This all adds up to a paradoxical situation. We — not just core comic fans, but also the general public, who have made Marvel and DC movies, games, and toys the cultural language of the past decade — feel restlessness. We want the stories to move forward, but never to betray their roots.
Captain America as a fascist is definitely forward motion — a surprise no one could foresee — but it betrays his myth. Fans on Twitter repeat that Joe Simon and Jack Kirby invented Captain America to be antifascist, so antifascist he must remain.
But Captain America does not now — and, as far as Marvel is concerned, never did — belong to Simon and Kirby. He belongs to Marvel. Simon and Kirby’s invention of Captain America as an icon of antifascism never enters into Marvel’s calculations. In fact, the Hydra plot twist is evidence that Captain America doesn’t have to be what he was: he is one of many mascots for Marvel Worldwide, Inc., and they will do with him what they please.
Pointing out comics’ corporate roots is not snobbish. But the anger at this turn in Captain America’s seventy-five-year storyline demonstrates that something has changed. Naked greed drove Marvel to fundamentally change Captain America’s ethos. That same greed will soon drive them to change it back. Everyone knows that the artistic merit of Captain America will withstand this plot twist, as it has survived all the rest.
But there is something new in fans’ reaction, a sense of weariness with Marvel’s ploy for more sales, a tiredness that now accompanies the anger. We’ve seen this in some form or another before — even as recently as Superman’s newfound penchant for mass destruction in the Zach Snyder movies — although maybe not quite so crassly.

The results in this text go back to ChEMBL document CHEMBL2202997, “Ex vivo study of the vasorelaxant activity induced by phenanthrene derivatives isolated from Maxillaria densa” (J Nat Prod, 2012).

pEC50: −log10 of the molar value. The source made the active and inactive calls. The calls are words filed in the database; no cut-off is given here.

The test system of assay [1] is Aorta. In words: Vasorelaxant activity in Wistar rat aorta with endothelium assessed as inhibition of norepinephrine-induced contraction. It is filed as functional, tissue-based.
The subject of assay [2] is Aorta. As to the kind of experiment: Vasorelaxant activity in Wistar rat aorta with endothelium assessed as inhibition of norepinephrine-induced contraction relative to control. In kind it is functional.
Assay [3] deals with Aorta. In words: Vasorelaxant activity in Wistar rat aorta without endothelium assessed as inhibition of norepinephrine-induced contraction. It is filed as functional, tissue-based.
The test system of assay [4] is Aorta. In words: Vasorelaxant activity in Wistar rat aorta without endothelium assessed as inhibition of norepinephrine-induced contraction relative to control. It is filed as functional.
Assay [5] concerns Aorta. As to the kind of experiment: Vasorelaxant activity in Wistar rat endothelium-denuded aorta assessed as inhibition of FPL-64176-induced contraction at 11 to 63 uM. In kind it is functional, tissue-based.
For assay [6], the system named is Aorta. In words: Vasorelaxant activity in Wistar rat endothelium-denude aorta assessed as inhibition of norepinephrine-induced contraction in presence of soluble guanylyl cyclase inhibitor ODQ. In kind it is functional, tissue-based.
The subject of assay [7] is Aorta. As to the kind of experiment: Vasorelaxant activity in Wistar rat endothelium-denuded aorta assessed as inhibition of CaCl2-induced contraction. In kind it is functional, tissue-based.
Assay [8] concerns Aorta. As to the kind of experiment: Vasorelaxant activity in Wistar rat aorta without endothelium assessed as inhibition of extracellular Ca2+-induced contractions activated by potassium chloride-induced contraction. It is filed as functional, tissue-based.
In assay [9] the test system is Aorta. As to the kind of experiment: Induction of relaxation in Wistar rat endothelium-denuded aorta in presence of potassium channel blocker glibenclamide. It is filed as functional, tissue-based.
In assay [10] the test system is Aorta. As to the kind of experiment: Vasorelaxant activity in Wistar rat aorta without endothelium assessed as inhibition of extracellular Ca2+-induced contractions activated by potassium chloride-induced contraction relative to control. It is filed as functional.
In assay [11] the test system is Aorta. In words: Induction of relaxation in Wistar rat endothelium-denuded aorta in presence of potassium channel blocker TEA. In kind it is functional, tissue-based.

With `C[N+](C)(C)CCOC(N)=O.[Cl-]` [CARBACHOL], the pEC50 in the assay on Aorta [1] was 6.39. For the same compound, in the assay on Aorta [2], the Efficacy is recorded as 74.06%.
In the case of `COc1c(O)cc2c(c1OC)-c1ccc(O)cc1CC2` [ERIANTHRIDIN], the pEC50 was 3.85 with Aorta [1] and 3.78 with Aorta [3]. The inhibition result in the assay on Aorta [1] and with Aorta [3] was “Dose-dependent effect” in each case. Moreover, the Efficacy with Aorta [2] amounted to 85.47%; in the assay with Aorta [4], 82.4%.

The widespread realization that comic book companies are playing a shell game might mean that we can escape today’s hell of bad comic book movies, endless remakes, and edgy reimaginings of beloved characters. Comic book characters are, for good or ill, central to the global cultural landscape. With corporations of mammoth size and power exerting control over them, they demand our attention.
Fans may not be able to liberate Captain America from Hydra, but they can exert ownership over where their own creativity intersects with their passion for the form. Fan fiction is a decades-long attempt at claiming comic books for fans. It’s borne from the feeling that comic book characters, as actors in a story which never ends, do not belong to the corporations that legally own them.
This impulse says that the creativity superheroes inspire and the sheer pervasiveness of their cultural visibility mean that no corporation can lay sole claim to them. It is an attempt at liberating culture from its gatekeepers. The same is true with cosplay. These two expressions of fandom are not everyone’s cup of tea, but their existence is a small patch of vibrancy in a cultural landscape that sometimes feels less creative than it should.
Above this, we should remember that comic book writers and artists are, for the most part, fans. They have the power to demand creative control and better royalties from companies or to make worker-controlled publishing houses of their own.
That’s a heavy lift — to say that the grip of the Marvel and DC on the comic book imagination is viselike is an understatement. But it is not impossible.
If the recent Captain America reveal is too much for fans, either because it’s too naked a cash-grab or because it goes too far in redefining a long-established character, they can channel their frustration into a demand for something better.